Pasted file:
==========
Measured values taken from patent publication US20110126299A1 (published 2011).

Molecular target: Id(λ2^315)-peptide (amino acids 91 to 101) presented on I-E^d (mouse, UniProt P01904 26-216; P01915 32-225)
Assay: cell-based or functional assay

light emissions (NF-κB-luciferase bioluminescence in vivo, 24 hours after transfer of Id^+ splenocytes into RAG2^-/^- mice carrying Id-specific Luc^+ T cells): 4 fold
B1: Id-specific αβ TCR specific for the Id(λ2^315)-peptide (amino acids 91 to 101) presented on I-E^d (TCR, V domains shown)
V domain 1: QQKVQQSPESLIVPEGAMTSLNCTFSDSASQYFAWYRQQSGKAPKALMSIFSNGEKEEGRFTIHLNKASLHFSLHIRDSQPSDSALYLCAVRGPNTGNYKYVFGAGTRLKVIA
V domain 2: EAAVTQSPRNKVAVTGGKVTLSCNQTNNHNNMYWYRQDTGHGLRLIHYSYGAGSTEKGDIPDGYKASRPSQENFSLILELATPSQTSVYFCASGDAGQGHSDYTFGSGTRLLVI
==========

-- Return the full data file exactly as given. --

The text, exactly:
Measured values taken from patent publication US20110126299A1 (published 2011).

Molecular target: Id(λ2^315)-peptide (amino acids 91 to 101) presented on I-E^d (mouse, UniProt P01904 26-216; P01915 32-225)
Assay: cell-based or functional assay

light emissions (NF-κB-luciferase bioluminescence in vivo, 24 hours after transfer of Id^+ splenocytes into RAG2^-/^- mice carrying Id-specific Luc^+ T cells): 4 fold
B1: Id-specific αβ TCR specific for the Id(λ2^315)-peptide (amino acids 91 to 101) presented on I-E^d (TCR, V domains shown)
V domain 1: QQKVQQSPESLIVPEGAMTSLNCTFSDSASQYFAWYRQQSGKAPKALMSIFSNGEKEEGRFTIHLNKASLHFSLHIRDSQPSDSALYLCAVRGPNTGNYKYVFGAGTRLKVIA
V domain 2: EAAVTQSPRNKVAVTGGKVTLSCNQTNNHNNMYWYRQDTGHGLRLIHYSYGAGSTEKGDIPDGYKASRPSQENFSLILELATPSQTSVYFCASGDAGQGHSDYTFGSGTRLLVI